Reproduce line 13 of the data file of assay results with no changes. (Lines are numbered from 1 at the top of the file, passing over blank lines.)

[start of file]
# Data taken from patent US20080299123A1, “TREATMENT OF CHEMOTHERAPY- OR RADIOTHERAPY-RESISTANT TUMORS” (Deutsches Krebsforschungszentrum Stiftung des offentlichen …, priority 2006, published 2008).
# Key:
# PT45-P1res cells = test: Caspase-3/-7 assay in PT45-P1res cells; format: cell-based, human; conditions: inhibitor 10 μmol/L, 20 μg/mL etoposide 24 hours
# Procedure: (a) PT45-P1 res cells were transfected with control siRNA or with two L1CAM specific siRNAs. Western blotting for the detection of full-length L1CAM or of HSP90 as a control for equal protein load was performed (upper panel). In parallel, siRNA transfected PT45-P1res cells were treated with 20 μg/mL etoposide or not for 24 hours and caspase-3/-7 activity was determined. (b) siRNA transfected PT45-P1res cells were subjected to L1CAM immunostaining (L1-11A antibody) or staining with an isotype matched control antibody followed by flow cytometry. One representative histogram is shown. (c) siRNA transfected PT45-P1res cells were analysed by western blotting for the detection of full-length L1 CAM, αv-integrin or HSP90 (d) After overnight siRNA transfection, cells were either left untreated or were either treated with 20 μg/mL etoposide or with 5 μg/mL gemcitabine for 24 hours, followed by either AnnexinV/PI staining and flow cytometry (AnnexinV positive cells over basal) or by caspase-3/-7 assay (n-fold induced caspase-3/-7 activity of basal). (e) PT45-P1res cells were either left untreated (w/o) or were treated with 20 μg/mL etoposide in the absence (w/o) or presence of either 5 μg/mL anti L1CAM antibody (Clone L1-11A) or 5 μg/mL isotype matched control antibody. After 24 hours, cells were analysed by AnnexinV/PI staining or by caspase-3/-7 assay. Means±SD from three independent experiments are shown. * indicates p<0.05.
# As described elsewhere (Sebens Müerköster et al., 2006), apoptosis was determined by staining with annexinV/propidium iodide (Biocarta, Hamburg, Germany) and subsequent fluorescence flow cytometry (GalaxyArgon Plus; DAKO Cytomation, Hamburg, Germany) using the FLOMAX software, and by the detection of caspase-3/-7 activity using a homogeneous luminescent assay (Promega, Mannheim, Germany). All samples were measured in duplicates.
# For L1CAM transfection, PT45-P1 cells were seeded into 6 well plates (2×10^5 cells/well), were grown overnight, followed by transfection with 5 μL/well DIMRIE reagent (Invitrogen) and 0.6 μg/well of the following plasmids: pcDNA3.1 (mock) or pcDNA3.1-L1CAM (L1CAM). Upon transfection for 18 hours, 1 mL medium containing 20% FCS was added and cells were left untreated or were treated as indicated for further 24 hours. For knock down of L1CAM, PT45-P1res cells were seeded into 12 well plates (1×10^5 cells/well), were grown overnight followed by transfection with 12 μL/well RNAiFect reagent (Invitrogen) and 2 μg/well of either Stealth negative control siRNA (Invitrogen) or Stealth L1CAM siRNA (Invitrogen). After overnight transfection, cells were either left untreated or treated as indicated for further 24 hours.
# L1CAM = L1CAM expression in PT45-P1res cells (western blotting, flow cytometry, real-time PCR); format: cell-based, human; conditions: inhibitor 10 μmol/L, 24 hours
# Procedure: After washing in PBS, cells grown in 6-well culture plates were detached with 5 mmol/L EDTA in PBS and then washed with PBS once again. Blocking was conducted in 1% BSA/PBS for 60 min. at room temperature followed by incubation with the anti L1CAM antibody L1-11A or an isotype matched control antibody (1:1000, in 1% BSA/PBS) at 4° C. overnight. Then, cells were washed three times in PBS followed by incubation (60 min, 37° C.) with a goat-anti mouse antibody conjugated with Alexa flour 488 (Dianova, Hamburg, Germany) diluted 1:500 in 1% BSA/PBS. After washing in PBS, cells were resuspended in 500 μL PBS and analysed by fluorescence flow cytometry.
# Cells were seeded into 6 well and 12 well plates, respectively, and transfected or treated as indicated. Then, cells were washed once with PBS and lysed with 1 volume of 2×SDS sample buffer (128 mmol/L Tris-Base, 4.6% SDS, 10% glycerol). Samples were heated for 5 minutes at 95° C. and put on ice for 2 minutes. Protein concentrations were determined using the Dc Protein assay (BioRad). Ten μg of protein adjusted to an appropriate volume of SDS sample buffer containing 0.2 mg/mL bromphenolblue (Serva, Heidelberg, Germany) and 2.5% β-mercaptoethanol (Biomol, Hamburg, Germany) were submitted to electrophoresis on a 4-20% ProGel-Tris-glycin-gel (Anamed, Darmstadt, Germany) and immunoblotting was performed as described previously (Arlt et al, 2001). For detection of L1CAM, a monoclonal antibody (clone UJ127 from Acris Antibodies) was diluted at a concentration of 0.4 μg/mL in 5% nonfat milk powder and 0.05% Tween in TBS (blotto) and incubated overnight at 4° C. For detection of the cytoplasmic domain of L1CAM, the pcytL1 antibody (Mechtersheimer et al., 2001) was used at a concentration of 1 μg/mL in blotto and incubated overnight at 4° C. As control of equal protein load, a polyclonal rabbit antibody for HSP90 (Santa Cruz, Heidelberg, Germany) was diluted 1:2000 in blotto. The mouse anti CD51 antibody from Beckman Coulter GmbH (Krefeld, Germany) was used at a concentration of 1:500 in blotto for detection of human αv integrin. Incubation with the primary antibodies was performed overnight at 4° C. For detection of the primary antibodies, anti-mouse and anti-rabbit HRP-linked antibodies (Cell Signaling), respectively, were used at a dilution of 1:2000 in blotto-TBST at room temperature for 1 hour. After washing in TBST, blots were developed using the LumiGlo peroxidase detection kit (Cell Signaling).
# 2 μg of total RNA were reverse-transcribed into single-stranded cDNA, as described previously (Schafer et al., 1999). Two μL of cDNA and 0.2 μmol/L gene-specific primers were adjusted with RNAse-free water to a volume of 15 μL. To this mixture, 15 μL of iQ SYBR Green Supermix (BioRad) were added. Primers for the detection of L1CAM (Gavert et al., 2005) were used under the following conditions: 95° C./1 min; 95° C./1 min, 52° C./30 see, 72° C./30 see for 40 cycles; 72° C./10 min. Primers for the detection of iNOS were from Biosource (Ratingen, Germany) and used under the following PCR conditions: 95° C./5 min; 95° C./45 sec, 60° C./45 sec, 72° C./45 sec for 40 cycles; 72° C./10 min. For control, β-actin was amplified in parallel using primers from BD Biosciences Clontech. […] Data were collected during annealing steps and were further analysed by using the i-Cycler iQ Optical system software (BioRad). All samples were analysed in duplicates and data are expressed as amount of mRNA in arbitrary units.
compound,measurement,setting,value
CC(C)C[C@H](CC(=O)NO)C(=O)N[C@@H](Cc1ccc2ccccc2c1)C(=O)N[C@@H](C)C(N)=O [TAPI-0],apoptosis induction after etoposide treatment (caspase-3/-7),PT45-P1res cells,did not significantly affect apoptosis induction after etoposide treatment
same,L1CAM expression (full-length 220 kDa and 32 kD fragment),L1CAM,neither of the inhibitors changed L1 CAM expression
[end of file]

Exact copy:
same,L1CAM expression (full-length 220 kDa and 32 kD fragment),L1CAM,neither of the inhibitors changed L1 CAM expression